cover image The East Indian

The East Indian

Brinda Charry. Scribner, $28 (272p) ISBN 978-1-66800-452-4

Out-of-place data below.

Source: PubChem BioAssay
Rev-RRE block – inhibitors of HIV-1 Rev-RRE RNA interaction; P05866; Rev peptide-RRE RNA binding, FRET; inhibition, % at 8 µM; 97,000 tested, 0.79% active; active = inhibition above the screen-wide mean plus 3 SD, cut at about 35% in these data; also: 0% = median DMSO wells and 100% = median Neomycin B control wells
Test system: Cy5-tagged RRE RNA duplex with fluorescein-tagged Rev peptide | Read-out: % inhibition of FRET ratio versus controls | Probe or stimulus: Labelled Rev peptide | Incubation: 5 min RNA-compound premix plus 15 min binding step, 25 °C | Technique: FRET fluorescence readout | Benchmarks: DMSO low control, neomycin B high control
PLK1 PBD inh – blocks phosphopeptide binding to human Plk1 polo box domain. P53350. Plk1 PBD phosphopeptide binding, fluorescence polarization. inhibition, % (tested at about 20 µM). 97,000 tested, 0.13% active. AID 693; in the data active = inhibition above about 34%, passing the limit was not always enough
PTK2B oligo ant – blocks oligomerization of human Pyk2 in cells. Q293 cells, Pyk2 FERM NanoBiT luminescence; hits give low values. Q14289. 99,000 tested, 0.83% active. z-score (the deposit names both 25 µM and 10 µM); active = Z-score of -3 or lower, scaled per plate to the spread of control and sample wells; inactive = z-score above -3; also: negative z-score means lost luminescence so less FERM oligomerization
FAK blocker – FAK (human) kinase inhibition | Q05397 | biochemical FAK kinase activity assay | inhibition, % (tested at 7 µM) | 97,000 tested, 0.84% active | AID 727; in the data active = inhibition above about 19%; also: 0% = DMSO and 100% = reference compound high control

Shakespeare scholar Charry marks her U.S. fiction debut with a marvelous picaresque of a boy’s journey from 17th-century India to colonial Virginia. Tony, the narrator, lives on India’s east coast with his courtesan mother and her patron, Francis Day. After Tony’s mother dies when he is 11, Day arranges for him to travel to England as a servant. After his new employer dies on the voyage, Tony finds work in London as a dockworker and shelter in a boardinghouse run by a compassionate Bengali man. Watching a performance of A Midsummer Night’s Dream, Tony is fascinated by the “Indian boy” over whom Oberon and Titania compete, wondering if the nameless character is valued “as a child, as a servant, or simply as a rare thing?” Tony lives in England for eight months before being abducted and illegally shipped to the colonies to supply Virginia tobacco growers with labor. He reaches Jamestown in 1635, where he’s indentured for seven years to a wealthy landowner, then transferred to an even crueler master, but he manages to survive due to his bonds with fellow workers, both Black and white. Richly imagined characters and keen explorations of identity, place, and the power of imagination drive this luminous achievement. Readers of Esi Edugyan and Yaa Gyasi will be enthralled. Agent: Eric Simonoff, WME. (May)